The political power of sugar, between delights and dominions


By Claire Legros

Posted yesterday at 5:00 a.m., updated at 4:11 p.m.

This is one of the side effects of the Covid-19 epidemic. Between the start of containment and the end of May 2020, sugar sales jumped by 30% in France, with a premium for powdered sugar (+ 56%) and even more for jam sugar (+ 80%) . Fear of scarcity undoubtedly played a role in this rush. But a survey conducted by the Center for Taste and Food Sciences in Dijon also shows that the period has favored, especially in children, what the authors of the study call the « Emotional eating ». In the closed doors of our confined lives, many of us drowned our end-of-the-world anxieties in the comforting sweetness of homemade desserts.

A safe haven in the midst of crises, an essential ingredient for holidays or solitary and sometimes guilty pleasure, sugar tells, in its own way, the intimate part of the history of men and women, of their joys and their distresses, of their fears. and their hopes. Along with cereals, it is also one of the products which, over the centuries, best describes the history of peoples, the violence of empires and the birth of a globalization of which it is a central player.

Because this ingredient capable of activating the reward circuits in our brains is not only a source of pleasure. Long a marker of social distinction and wealth, reserved for the elites, before becoming omnipresent in our cupboards, sugar is a highly political object, a matter of power. « It is strange that a product which charms childhood and softens old age has been the source of so many political catastrophes », noted, at the end of the XIXe century, the Prime Minister of Queen Victoria Benjamin Disraeli. The assertion remains valid. This passion for taste is linked to the worst plagues in our history, and first and foremost slavery, which has led millions of Africans to deportation and forced labor on American plantations. It is also responsible, a century and a half later, for environmental disasters and epidemics of long, painful, and largely preventable diseases, the main one of which, obesity, is on the front line in the crisis due to Covid-19. .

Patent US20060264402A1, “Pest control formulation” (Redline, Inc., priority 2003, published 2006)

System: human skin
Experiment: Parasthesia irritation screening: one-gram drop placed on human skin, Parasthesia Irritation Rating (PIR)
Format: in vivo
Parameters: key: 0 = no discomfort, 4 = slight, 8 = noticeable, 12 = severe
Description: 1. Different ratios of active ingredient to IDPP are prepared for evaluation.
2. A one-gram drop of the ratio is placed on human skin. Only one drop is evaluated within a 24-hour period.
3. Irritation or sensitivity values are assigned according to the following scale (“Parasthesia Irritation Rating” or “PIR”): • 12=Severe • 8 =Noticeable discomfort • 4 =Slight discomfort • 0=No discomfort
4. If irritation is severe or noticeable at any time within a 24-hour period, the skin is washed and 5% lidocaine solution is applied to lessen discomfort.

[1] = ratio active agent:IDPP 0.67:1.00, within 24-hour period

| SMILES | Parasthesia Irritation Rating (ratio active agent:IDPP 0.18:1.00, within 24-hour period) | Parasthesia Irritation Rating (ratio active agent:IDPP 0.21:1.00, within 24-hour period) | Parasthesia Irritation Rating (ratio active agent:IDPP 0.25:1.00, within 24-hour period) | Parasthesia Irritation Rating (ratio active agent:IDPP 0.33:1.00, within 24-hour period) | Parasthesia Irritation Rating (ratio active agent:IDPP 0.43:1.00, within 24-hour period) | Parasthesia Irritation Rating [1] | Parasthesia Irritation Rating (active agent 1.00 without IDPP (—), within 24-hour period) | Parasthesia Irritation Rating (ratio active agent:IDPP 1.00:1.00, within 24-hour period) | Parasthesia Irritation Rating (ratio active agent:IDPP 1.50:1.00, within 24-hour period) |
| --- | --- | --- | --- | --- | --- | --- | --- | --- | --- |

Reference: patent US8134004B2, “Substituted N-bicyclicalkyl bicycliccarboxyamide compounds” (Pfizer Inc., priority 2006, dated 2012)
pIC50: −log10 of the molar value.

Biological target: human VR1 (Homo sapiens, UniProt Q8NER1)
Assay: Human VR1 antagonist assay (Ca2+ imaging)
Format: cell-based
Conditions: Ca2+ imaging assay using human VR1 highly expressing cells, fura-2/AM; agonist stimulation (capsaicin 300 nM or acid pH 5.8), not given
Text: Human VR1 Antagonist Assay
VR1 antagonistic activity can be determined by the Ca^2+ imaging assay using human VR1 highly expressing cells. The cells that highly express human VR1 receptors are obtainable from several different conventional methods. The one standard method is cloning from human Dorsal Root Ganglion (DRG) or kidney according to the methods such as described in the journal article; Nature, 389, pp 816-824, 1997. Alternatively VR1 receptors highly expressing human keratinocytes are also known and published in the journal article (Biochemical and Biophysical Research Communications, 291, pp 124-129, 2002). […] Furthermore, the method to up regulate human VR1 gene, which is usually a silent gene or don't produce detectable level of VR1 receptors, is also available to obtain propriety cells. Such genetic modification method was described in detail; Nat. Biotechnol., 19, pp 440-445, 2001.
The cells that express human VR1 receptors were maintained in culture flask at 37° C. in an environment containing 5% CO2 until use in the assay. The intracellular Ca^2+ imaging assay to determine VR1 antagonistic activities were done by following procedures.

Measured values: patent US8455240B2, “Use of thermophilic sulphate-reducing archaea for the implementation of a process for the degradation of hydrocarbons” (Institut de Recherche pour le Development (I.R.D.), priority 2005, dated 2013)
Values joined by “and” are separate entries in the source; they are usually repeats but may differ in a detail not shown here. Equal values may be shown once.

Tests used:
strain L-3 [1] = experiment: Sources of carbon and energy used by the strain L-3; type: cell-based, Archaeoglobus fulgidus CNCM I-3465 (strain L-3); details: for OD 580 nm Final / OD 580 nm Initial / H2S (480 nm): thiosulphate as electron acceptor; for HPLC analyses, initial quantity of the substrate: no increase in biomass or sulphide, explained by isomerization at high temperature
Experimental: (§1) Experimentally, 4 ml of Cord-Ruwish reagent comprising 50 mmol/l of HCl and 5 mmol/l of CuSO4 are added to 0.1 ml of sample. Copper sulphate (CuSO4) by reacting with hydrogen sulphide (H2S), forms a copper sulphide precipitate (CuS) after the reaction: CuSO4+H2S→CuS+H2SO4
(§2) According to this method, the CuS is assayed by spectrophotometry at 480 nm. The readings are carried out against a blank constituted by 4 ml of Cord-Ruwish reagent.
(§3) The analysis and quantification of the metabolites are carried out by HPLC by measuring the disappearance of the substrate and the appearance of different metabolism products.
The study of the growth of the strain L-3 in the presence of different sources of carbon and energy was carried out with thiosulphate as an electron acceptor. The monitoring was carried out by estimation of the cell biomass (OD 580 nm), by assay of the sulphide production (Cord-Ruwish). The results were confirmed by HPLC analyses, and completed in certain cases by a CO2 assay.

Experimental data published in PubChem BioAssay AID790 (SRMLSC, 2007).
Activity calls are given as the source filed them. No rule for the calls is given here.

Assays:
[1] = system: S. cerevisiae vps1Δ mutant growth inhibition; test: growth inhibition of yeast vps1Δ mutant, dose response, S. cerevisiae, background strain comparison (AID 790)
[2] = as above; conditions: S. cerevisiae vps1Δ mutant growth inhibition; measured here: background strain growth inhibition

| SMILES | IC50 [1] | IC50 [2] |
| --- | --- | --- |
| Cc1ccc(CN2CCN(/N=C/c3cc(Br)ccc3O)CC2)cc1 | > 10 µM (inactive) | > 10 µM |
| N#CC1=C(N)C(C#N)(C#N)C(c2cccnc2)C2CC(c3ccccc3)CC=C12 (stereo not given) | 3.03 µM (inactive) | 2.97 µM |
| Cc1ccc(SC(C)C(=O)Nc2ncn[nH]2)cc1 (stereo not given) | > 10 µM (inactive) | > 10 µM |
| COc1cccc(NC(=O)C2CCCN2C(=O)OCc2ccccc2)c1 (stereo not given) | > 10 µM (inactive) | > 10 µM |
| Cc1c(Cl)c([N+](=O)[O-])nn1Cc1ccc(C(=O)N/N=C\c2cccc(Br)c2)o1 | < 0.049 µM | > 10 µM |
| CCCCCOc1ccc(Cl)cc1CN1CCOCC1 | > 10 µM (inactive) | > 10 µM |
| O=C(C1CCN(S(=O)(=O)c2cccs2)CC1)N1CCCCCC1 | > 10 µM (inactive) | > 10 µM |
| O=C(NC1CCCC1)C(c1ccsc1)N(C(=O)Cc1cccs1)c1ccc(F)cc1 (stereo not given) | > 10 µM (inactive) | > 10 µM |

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For forty years, research in social sciences has tried to shed light on this paradox: how to explain that this ingredient considered not essential to food needs crystallizes passions so much, to the point of shaping landscapes and influencing public policies? How has this commodity, precious and rare yesterday, the privilege of the powerful, turned into a weapon of mass consumption, which mortgages lives and weighs on the finances of health insurance? Tracing the political history of sugar helps to better understand the ambivalence of our behavior towards it and sheds light on the origin of the balance of power to which it is the object today.

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